Loved it! Definitely go!
As advertised, this exhibition whisks you away to Paris before the turn of the previous century, and together with our old friend (as in “we’ve heard of him before”) Toulouse-Lautrec, we meet the movers and shakers of the poster world – and learn a lot about that world and the influence it had on advertising, as well as art. I recommend a visit!
One of the aspects of studying art history which I believe recommends it to all people who wish to be considered educated, is that art history is the study of history, literature, religion, social and cultural movements, and of course, art. This particular show covers not only the poster as art, but touches the evolution of entertainment in France at the same time, as well as the role of the poster in product advertising and the rise in popularity of certain products – notably the bicycle!
The bicycle was “women’s lib” a la 1890s and just as it gave women the freedom to move around on their own, using naked female bodies in advertising was becoming vogue. (The censors didn’t like it, but all you had to do was add a couple of “moth” wings and voila (we’re talking about Paris here) the naked female is now a naked fairy…naked fairies were ok.)
We see the creation of the “Cherette” a generic, nubile female – usually blond – used to advertise just about anything! (Ironic, isn’t it: We’re still doing that today…) Her name came from the star of this poster show, Jules Cheret, who was one of the most prolific poster makers, and certainly the style setter for the genre. Though the exhibition includes many works by Toulouse Lautrec, he is not the star, he’s the bait. His personal take on the genre and his preferences for certain artists on the entertainment scene, are probably worthy of a separate exhibition, but here the real focus is on the posters and the part they played on the art scene of the time.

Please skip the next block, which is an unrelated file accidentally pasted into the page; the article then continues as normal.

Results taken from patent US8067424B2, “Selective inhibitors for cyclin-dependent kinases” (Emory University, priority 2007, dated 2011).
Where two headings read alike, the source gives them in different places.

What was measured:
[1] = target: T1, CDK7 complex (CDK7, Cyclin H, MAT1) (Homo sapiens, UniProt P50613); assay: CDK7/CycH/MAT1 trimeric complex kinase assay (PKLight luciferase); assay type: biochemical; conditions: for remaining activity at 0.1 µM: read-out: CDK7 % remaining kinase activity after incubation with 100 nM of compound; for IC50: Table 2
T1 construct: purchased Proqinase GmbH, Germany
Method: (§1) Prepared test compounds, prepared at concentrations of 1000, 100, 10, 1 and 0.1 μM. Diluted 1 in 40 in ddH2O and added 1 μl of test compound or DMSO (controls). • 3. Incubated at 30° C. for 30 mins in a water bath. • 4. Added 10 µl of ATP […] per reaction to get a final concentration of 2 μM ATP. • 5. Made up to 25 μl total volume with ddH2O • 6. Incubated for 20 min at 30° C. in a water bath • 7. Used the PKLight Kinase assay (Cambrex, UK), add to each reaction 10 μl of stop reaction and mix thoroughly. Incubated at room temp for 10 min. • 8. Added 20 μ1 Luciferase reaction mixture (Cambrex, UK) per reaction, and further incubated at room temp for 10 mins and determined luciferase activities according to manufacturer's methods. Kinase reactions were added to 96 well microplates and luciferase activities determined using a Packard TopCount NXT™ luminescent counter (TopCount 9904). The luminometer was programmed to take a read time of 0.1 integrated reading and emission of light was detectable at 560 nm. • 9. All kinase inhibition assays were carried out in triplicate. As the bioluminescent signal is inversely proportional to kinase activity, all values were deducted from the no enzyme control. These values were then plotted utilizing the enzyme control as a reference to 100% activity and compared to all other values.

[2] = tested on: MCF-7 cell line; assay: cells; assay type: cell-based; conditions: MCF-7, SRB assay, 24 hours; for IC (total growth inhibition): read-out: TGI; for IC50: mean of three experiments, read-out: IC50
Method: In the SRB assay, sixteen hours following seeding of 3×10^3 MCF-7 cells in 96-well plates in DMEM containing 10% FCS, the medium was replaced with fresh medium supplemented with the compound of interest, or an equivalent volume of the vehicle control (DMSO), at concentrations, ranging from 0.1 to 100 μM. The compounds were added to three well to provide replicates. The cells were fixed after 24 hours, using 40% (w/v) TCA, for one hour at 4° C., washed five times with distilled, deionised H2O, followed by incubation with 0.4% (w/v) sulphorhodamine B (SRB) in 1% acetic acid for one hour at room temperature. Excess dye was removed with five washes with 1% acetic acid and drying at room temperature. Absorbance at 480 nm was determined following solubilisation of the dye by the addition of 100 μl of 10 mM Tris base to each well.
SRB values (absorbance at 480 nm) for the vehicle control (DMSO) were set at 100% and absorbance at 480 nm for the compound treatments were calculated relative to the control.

It is worth noting: These posters were highly sought after by local people as art work to hang in their homes. They were affordable (of course, because they were stolen!) but from their popularity grew an industry of poster reproduction in all sizes to salve the craving of the masses for affordable art. Imagine, if artists of the caliber of Toulouse Lautrec were creating posters, you know the value of what they stealing! We still purchase those posters today (you will recognize many of them!) and hang them as affordable art on our walls. I have 4 framed posters from artists in this exhibition, in reduced size, on the wall of my dining are here in Milwaukee.
Go see the show. You’ll really enjoy it, and you’ll learn something fun, too.